There’s no doubt that business sentiment has improved since Prime Minister Narendra Modi came to power. There is talk of big investments coming in, the Chinese and the Japanese are eager to get more involved in the Indian market and surveys of business confidence are flying high. As expected, this means that the stock markets have been on a bull run, with many confidently claiming the benchmark Sensex index could hit 30,000 early next year, soaring from the high of 27,354 it touched last week.

But the markets don’t always reflect the economy or vice versa. The latest industrial production numbers suggest the initial cheer that followed Modi’s victory has washed out of the system. The Index of Industrial Production showed that industrial output had slowed to just 0.5% in July, following a couple of strong months before.

The manufacturing numbers for July were particularly troublesome: -1%, against 1.8% growth the month before. Other indicators also suggested that there’s a lot of work ahead. Consumer durables factories saw a contraction of 20% in July over the previous year's numbers, while consumer goods’ output also fell by 7%.

All of this, combined with a stubborn inflation rate, means that ordinary Indians are still being cautious. Investors might be happy with a huge amount of foreign funds flowing into India over the last few months, but their glee has not been infectious. Consumers remain reluctant to part with cash.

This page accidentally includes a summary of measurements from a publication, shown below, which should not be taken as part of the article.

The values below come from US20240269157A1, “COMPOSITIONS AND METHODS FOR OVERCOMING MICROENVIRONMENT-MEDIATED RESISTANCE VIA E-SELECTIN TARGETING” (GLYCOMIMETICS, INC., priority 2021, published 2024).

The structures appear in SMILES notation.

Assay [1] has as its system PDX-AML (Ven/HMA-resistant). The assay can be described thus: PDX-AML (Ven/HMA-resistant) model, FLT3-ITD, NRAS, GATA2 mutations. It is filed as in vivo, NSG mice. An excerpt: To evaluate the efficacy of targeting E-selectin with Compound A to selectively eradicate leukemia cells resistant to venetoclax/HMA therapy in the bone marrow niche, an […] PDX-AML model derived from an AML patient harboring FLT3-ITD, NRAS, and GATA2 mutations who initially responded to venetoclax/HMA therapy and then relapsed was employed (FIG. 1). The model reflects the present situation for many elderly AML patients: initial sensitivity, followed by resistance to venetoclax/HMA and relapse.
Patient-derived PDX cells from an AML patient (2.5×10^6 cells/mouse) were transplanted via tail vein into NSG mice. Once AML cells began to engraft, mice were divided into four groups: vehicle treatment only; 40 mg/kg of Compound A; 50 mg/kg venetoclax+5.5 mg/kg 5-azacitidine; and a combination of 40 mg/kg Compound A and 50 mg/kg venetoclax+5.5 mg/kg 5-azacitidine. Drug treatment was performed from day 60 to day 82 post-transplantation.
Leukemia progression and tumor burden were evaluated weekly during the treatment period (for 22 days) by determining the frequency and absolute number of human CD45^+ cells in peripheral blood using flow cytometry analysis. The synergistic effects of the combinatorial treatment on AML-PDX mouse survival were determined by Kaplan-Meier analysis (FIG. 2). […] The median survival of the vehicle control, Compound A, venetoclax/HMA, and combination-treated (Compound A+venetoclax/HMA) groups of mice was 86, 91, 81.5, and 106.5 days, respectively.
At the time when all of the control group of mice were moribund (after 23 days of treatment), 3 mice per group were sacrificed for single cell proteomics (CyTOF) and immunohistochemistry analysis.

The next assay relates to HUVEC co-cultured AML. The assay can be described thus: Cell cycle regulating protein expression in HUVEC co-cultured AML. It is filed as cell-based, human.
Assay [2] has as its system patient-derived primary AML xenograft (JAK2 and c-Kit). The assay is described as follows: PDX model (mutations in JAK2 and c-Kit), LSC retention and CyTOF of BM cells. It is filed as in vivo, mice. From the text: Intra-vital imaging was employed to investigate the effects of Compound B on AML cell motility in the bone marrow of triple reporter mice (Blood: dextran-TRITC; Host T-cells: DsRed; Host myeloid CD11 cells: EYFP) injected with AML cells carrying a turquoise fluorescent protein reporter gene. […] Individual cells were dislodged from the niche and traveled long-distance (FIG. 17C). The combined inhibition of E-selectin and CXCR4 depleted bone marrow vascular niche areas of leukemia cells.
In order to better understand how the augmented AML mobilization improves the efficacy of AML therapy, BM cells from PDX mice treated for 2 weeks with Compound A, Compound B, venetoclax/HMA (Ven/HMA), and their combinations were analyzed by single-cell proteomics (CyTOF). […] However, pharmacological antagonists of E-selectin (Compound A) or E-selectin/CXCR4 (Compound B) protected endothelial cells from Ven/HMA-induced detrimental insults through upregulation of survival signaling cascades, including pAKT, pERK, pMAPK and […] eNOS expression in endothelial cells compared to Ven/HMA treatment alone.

Meanwhile, businesses say that they are confident about the economy: the National Council for Applied Economic Research registered a 17% increase in its Business Confidence Index in the quarter ending June over the first quarter of 2014. But the industrial production numbers make it clear that this confidence has yet to turn into a genuine belief that consumer demand is going to pick up.

Inflation is crucial here. Although retail inflation has tempered somewhat, coming down to 7.8% in August from 7.96% the month before, it remains substantially higher than the Reserve Bank of India’s target of 6%. As long as inflation remains high, consumer demand is unlikely to grow tremendously – with an exception for the upcoming festive season – and that will make it harder for RBI to reduce interest rates, which would encourage companies to invest more.

No one was expecting an immediate turnaround, of course, despite the Acche Din promises of the Bharatiya Janata Party's election manifesto. The problems with industrial production are structural and cannot be resolved immediately. The government has set out a plan to overhaul manufacturing and individual states have started making changes to their laws in an effort to improve the business atmosphere, although the utility of these remains to be seen.

Yet the dip in consumer and manufacturing numbers in particular lays out the scale of the challenges that Modi and his finance minister Arun Jaitley face, beyond the immediate task of keeping the stock markets happy. Modi and Jaitley will be looking forward to an improvement in figures as we head into the Diwali festive season, but those will also be the months where the full extent of the delayed monsoon and floods in key agricultural regions will become clear.